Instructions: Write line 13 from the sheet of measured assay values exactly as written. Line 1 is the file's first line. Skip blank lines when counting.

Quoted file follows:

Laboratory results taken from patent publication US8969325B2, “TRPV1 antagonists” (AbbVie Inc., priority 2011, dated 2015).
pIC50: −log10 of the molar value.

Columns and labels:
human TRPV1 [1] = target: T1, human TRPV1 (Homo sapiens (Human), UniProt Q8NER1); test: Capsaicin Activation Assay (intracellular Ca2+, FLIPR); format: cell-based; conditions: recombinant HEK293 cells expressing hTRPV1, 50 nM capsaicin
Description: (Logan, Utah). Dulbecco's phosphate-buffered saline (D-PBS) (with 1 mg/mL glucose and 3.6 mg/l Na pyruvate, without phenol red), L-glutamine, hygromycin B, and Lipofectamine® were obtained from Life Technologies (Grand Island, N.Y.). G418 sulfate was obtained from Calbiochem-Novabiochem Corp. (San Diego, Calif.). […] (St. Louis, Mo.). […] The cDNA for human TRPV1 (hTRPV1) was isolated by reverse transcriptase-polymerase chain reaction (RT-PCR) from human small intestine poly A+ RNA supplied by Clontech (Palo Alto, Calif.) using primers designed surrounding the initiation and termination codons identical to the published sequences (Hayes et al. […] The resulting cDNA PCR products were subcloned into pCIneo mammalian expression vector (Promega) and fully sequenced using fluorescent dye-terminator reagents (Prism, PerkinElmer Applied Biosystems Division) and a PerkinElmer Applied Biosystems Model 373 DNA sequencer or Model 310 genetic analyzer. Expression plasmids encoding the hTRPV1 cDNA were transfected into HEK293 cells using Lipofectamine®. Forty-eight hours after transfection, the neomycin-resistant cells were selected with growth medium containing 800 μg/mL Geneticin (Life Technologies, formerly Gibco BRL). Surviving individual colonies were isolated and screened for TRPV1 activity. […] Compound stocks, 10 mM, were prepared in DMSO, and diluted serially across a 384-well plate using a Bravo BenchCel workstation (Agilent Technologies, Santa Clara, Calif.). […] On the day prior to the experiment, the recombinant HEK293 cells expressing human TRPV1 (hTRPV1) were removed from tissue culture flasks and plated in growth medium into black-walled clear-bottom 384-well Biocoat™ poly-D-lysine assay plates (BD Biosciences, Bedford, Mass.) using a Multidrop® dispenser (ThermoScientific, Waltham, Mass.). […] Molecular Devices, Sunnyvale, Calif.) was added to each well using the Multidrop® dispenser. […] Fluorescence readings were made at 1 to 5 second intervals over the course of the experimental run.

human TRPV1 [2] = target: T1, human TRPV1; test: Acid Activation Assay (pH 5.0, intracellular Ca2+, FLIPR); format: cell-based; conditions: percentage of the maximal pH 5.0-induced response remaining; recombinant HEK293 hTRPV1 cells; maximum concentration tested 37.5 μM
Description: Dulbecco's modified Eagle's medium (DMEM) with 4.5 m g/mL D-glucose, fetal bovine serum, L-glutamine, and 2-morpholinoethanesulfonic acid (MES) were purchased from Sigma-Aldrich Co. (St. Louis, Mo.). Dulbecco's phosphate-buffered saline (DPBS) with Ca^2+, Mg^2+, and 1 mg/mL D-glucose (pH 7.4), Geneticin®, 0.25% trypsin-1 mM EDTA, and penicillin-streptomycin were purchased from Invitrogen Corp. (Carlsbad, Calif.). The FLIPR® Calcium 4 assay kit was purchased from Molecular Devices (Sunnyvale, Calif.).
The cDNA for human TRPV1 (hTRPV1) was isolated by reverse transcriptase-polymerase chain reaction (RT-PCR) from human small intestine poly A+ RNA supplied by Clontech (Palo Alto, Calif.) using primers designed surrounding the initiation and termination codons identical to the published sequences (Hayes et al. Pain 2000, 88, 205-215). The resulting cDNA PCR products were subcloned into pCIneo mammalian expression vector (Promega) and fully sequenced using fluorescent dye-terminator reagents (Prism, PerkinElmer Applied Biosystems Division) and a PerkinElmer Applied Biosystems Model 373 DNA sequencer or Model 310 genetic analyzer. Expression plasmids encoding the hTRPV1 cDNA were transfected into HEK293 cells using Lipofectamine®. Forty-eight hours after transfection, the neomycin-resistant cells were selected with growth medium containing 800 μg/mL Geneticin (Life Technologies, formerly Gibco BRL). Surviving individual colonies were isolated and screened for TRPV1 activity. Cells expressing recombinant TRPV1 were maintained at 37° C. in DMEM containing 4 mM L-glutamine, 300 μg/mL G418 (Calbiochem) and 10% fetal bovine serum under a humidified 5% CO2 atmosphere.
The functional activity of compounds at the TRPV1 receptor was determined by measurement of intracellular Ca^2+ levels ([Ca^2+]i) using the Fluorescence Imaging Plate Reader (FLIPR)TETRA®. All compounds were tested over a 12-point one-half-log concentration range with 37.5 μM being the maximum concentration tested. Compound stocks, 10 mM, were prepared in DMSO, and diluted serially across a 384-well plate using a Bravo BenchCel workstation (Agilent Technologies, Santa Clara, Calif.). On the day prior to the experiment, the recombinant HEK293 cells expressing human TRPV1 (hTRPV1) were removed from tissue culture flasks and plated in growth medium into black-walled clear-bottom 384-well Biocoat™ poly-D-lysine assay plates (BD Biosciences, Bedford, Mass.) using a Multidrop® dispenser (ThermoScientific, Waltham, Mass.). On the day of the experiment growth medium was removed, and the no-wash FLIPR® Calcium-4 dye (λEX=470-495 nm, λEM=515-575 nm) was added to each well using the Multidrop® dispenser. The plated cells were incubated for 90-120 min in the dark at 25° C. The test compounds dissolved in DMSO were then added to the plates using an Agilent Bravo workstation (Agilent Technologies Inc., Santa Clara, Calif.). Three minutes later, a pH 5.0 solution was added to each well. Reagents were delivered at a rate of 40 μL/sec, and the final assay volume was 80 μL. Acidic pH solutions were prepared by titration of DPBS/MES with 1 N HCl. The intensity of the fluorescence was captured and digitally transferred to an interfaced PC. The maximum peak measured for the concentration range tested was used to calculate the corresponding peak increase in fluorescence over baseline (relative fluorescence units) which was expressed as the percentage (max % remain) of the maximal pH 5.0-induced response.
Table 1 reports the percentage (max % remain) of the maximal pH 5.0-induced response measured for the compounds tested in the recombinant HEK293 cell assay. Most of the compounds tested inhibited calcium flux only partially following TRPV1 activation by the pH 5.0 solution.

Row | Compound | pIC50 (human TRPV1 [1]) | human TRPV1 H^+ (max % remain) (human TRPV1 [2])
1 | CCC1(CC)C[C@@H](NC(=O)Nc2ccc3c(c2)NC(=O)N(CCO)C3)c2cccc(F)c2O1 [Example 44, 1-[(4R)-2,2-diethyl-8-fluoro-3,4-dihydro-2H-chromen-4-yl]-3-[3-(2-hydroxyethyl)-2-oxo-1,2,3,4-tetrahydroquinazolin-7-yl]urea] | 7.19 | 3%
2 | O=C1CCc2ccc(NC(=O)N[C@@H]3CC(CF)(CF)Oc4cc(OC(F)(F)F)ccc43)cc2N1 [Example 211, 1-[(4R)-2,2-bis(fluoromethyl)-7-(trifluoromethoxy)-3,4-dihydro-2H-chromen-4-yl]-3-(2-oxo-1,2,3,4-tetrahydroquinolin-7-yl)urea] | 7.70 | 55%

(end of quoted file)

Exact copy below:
2 | O=C1CCc2ccc(NC(=O)N[C@@H]3CC(CF)(CF)Oc4cc(OC(F)(F)F)ccc43)cc2N1 [Example 211, 1-[(4R)-2,2-bis(fluoromethyl)-7-(trifluoromethoxy)-3,4-dihydro-2H-chromen-4-yl]-3-(2-oxo-1,2,3,4-tetrahydroquinolin-7-yl)urea] | 7.70 | 55%